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Annie, I'm lurking, open mouthed at your patience in back dating and modifying your layout. Especially the forestry clearance. ..... Have you been taking notes of the Rain Forest clearances???

Never having delved into the virtual world, may I ask what happened on screen when you over-ran the buffers? Did your loco just disappear 'cos it wasn't allowed off-track?

 

Also what cargo was transported in the covered wagons? I don't recall seeing a picture of the wagon cover style.

Edited by DonB
Spelin!
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On average Don I've been removing two trees out of every three out in the open countryside since the original layout builder went completely nuts and thickly planted trees everywhere even hiding entire towns away under the tree cover.  Some trees were so tightly packed that when I started deleting them I thought the battery in my cordless mouse had gone flat because nothing seemed to happening.  Along the line itself the trees and shrubs formed a thick wall right up to the boundary fences and all over the embankments which never would have been permitted at any time on the old railways.

 

A 'before' picture along the line.

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The same place (more or less) 'after' rainforest clearance.  The cows were very grateful because they'd been lost in the forest for ages.

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Trainz has a number of setting for derailments ranging from 'realistic' to 'arcade'.  I usually use the 'arcade' setting so an engine will usually end up gently pirouetting on one of it buffers with a big orange 'X' above it.  After about 30 seconds have passed it will fade out and it's possible to continue.  With TS2012 I have to 'walk' back to the shed to get another engine provided one is actually available, but in the latest version of the simulator I can call up the rolling stock menu and place another engine on the line.

 

The wagons are called 'utility wagons' Don and they were used in the same way as a goods van and were used to carry just about anything that the goods vans of a later era would carry.  I'm not really sure when they stopped being used by the old railway companies, but they always seemed to me to be a reasonably practical solution to carry a load that needed to be kept dry, but might have to be handled using a good shed's hand crane to either load or unload the wagon.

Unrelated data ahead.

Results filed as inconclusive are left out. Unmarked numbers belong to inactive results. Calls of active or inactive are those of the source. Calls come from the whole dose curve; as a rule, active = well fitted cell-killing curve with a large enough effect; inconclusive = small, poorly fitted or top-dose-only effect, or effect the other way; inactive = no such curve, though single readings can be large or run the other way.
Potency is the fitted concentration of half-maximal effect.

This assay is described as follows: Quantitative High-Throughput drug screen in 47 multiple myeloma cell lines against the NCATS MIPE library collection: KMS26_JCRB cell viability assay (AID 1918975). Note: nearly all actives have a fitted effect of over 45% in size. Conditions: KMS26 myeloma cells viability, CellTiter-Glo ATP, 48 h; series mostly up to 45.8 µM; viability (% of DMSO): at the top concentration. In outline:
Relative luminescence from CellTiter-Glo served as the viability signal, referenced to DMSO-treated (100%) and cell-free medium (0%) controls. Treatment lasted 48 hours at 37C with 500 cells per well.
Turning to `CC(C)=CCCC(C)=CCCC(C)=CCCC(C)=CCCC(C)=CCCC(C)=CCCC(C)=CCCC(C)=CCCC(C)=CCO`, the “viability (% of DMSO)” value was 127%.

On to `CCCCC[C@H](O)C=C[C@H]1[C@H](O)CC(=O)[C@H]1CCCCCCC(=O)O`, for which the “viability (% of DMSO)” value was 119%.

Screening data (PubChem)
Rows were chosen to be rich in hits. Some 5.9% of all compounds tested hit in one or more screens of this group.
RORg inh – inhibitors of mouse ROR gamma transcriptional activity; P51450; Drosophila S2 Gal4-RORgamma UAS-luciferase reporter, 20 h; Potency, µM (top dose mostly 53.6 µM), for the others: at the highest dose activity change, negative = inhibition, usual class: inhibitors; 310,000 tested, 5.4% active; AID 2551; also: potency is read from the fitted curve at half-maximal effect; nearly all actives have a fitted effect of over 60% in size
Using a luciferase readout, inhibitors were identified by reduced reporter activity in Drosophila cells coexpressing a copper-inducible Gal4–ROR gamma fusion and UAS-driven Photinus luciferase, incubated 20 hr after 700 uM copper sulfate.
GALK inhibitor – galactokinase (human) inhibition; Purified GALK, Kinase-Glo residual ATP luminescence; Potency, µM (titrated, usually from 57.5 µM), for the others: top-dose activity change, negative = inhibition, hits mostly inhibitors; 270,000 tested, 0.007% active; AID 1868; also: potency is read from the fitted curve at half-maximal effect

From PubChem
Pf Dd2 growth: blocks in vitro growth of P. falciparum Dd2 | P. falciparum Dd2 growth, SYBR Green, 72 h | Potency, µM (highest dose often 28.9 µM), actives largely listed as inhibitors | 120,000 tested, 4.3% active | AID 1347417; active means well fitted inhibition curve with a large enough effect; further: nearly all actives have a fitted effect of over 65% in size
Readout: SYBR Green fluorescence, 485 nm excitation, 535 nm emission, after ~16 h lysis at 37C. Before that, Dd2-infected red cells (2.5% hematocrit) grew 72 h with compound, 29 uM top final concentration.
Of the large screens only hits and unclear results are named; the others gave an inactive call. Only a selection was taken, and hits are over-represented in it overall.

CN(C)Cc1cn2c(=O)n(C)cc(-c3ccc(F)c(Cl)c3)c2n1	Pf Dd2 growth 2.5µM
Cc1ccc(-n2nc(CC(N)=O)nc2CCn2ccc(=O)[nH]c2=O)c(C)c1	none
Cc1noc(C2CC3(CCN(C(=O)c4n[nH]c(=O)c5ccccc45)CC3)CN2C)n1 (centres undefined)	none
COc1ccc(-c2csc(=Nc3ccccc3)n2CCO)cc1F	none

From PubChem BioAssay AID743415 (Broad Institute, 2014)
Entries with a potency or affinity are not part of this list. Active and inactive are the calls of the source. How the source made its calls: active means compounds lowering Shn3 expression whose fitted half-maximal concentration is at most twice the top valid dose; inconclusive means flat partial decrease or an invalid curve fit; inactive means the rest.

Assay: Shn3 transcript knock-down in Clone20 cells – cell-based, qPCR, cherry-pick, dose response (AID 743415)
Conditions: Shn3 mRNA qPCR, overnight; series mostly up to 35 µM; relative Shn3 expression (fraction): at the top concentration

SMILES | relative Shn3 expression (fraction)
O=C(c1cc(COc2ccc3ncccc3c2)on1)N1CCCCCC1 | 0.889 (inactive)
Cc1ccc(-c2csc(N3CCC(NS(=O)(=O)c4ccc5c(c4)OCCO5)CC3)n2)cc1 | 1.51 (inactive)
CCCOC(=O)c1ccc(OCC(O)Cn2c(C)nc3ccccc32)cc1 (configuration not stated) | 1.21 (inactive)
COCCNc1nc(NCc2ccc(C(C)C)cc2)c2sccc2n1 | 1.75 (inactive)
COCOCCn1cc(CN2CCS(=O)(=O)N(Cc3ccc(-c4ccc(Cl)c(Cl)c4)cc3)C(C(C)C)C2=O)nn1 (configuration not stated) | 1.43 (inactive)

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Just purchased this book for Kindle, but it can be read on a PC as well using the Kindle app.  Pen & Sword offer quite a few of their books in a digital format so I'll be looking more closely at their catalogue.

Nice useful little book, - covers quite a few subjects to do with the early railways, - not to any great depth, but certainly enough to give pointers to find out more information.  Has some early plans/drawings too which are always of interest to me.

 

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Must be book buying day.  This I have wanted for a while now.  Also for Kindle since printed books aren't a lot of use to me.  I have dusty shelves full of books in my room so I certainly don't want to increase their numbers.

 

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Not fastidiously correct by any means, but considerably better than what was there before.  All assembled in my usual fashion from pieces not meant to fit together and retextured to look something like they are supposed to.

The awful excuse for a signal box that came with the original layout download annoyed me every time I looked at it so once the trackwork ballasting reached Perranwell it was definitely time to do something about it.

Unfortunately I couldn't find anything suitable for the signal box stairs except that stone staircase so it will have to do for now.  The station building is borrowed from Liskeard and is a placeholder until I sort out making something closer in appearance to Perranwell's station building. 

Edited by Annie
can't spell for toffee
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A Dutch forum member over on NGRM has been telling me about the Holland Railway (1839-1866) which was laid to a Broad Gauge of 1950mm (6ft 4 ¾).  The engines were very 'Patentee' like.  Unfortunately no photos are known to exist except for the photo I posted below.

 

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A replica engine and train built in 1939 to celebrate the Centenary of Railways.